The Largest Single Cost of Litigation

The largest single cost of litigation is attorney fees. The cost of a litigated divorce can be eye popping. Sometimes the cost of litigation can be so great that the parties may not have sufficient funds to pay the lawyers until their assets are divided.

For the protection of both the lawyer and the client, most lawyers prefer to work with a contract between them and the client, with an up-front payment of a retainer fee. The lawyer works at an hourly rate. Typically, the total number of hours multiplied by the hourly rate is the lawyer’s fee. (This fee does not include attorney costs, such as copying costs, service fees, telephone charges, travel expenses, filing fees, expert witnesses.) When a lawyer is retained, the contract between lawyer and client spells out the terms of the arrangement, and it greatly reduces the chance of a misunderstanding.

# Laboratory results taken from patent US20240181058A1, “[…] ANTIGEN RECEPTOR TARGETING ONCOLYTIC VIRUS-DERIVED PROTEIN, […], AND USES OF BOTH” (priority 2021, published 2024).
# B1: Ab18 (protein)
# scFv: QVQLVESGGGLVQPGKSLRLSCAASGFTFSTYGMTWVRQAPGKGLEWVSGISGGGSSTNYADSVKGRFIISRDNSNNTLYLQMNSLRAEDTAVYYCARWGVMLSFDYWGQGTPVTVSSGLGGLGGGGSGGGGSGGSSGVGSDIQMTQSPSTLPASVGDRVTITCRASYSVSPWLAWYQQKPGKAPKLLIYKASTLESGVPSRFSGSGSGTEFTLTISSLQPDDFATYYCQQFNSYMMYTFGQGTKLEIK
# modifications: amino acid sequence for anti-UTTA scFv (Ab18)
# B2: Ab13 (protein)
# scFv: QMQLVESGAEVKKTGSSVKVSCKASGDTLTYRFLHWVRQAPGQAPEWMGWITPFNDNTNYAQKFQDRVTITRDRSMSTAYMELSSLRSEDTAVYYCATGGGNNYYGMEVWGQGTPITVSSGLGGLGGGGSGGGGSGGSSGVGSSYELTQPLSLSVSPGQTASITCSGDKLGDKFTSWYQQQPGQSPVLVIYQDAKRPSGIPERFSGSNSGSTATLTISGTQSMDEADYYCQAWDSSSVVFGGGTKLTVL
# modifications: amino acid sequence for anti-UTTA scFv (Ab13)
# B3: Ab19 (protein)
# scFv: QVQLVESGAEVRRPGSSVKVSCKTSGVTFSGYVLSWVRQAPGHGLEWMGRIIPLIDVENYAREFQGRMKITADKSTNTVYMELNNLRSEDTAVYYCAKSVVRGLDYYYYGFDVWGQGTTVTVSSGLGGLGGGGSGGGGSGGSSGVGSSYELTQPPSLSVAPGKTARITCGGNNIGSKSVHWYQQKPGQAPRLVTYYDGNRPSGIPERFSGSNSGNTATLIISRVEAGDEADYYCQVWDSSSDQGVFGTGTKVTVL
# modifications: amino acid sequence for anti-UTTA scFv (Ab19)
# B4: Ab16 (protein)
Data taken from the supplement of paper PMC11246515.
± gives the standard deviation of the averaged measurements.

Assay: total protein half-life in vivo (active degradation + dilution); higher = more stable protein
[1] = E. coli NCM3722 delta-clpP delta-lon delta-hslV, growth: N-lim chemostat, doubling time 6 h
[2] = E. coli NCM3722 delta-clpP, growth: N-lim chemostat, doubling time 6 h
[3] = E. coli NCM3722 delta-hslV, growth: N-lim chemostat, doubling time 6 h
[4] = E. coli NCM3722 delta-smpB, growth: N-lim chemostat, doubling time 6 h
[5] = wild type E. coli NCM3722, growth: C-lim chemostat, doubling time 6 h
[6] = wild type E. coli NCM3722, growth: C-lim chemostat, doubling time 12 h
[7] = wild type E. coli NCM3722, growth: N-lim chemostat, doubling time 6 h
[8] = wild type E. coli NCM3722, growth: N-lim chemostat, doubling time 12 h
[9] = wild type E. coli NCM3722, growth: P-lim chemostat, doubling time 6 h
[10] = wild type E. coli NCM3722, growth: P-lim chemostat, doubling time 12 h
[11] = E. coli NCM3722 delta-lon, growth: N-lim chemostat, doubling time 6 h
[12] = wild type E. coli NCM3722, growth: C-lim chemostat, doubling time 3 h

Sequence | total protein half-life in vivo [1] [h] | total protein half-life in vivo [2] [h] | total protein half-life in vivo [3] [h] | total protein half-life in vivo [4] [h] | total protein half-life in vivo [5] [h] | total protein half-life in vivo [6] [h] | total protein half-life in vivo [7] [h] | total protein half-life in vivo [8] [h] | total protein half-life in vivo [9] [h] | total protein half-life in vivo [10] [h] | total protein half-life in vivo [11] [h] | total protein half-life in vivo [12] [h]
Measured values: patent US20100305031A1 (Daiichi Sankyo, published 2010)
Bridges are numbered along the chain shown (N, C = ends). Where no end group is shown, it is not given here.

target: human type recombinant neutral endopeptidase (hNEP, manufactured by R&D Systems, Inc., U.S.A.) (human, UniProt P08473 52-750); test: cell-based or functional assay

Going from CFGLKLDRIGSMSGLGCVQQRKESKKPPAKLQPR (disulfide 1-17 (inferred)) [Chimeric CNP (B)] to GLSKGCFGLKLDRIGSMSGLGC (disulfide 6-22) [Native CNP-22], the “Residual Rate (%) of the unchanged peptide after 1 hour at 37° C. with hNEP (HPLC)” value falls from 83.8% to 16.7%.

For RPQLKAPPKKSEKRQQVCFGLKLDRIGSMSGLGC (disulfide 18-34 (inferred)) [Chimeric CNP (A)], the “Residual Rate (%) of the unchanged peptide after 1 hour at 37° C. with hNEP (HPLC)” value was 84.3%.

Attorney fees can be reduced when the spouses do more of the work associated with a divorce. For example, when the couple cooperates with each other — for example, freely exchanging financial information needed in conjunction with the marital settlement agreement rather than forcing expensive discovery — legal costs can be held down. Uncontested actions also greatly reduce the amount of work a lawyer has to do.

Courts generally do not order the parties to pay each other’s legal fees; however, in some cases, jurisdictions by statute permit courts to award attorney fees in domestic relations cases. Courts, in deciding this, consider the financial positions of the parties, and the court has the discretion to order one party to pay all or some of the other party’s attorney fees if one spouse has the ability to pay and the other one does not. The conduct of the parties may be a consideration in awarding attorney’s fees in divorce actions, and the actions of parties who raise unnecessary issues or raise issues in bad faith may be sanctioned with attorney fees.

In general, divorce courts in the United States follow the American Rule, which means the winning side is not entitled to attorney fees because it won.

The burden of proof is on the party asking the court to make an attorney’s fee award.

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